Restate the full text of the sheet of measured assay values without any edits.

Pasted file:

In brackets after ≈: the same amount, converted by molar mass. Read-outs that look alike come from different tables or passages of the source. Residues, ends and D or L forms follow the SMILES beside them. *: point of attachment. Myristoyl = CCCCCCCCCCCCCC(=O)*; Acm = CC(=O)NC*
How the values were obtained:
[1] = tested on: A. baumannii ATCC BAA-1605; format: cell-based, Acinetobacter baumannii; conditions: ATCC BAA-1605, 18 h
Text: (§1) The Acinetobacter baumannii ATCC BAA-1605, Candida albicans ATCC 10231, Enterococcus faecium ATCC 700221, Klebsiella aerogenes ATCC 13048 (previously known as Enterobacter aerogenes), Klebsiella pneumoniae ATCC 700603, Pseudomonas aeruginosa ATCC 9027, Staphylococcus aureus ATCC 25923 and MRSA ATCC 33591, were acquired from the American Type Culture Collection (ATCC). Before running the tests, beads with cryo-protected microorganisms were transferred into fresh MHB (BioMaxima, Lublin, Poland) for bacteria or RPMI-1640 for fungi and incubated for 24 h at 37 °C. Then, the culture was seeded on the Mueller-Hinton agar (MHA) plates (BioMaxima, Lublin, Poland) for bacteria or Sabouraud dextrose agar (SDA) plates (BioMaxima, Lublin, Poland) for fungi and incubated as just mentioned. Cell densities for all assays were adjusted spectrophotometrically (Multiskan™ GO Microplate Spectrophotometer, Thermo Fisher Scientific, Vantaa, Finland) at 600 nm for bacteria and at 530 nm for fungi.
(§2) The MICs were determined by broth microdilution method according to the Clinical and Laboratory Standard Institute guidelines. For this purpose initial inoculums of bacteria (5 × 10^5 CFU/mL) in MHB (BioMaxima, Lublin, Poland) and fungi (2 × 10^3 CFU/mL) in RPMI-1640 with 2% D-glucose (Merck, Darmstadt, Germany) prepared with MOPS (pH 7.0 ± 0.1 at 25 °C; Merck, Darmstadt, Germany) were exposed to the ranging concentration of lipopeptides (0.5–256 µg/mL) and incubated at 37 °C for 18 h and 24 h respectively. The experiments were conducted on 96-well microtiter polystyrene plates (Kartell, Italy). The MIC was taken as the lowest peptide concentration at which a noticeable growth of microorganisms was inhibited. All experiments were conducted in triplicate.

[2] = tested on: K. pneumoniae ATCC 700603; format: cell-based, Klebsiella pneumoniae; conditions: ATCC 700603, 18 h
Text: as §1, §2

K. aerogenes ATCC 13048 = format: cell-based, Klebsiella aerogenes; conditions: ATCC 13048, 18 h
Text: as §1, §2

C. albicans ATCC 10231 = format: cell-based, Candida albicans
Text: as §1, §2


In brackets after ≈: the same amount, converted by molar mass. Read-outs that look alike come from different tables or passages of the source. Residues, ends and D or L forms follow the SMILES beside them. *: point of attachment. Myristoyl = CCCCCCCCCCCCCC(=O)*; Acm = CC(=O)NC*
How the values were obtained:
[1] = tested on: A. baumannii ATCC BAA-1605; format: cell-based, Acinetobacter baumannii; conditions: ATCC BAA-1605, 18 h
Text: (§1) The Acinetobacter baumannii ATCC BAA-1605, Candida albicans ATCC 10231, Enterococcus faecium ATCC 700221, Klebsiella aerogenes ATCC 13048 (previously known as Enterobacter aerogenes), Klebsiella pneumoniae ATCC 700603, Pseudomonas aeruginosa ATCC 9027, Staphylococcus aureus ATCC 25923 and MRSA ATCC 33591, were acquired from the American Type Culture Collection (ATCC). Before running the tests, beads with cryo-protected microorganisms were transferred into fresh MHB (BioMaxima, Lublin, Poland) for bacteria or RPMI-1640 for fungi and incubated for 24 h at 37 °C. Then, the culture was seeded on the Mueller-Hinton agar (MHA) plates (BioMaxima, Lublin, Poland) for bacteria or Sabouraud dextrose agar (SDA) plates (BioMaxima, Lublin, Poland) for fungi and incubated as just mentioned. Cell densities for all assays were adjusted spectrophotometrically (Multiskan™ GO Microplate Spectrophotometer, Thermo Fisher Scientific, Vantaa, Finland) at 600 nm for bacteria and at 530 nm for fungi.
(§2) The MICs were determined by broth microdilution method according to the Clinical and Laboratory Standard Institute guidelines. For this purpose initial inoculums of bacteria (5 × 10^5 CFU/mL) in MHB (BioMaxima, Lublin, Poland) and fungi (2 × 10^3 CFU/mL) in RPMI-1640 with 2% D-glucose (Merck, Darmstadt, Germany) prepared with MOPS (pH 7.0 ± 0.1 at 25 °C; Merck, Darmstadt, Germany) were exposed to the ranging concentration of lipopeptides (0.5–256 µg/mL) and incubated at 37 °C for 18 h and 24 h respectively. The experiments were conducted on 96-well microtiter polystyrene plates (Kartell, Italy). The MIC was taken as the lowest peptide concentration at which a noticeable growth of microorganisms was inhibited. All experiments were conducted in triplicate.

[2] = tested on: K. pneumoniae ATCC 700603; format: cell-based, Klebsiella pneumoniae; conditions: ATCC 700603, 18 h
Text: as §1, §2

K. aerogenes ATCC 13048 = format: cell-based, Klebsiella aerogenes; conditions: ATCC 13048, 18 h
Text: as §1, §2

C. albicans ATCC 10231 = format: cell-based, Candida albicans
Text: as §1, §2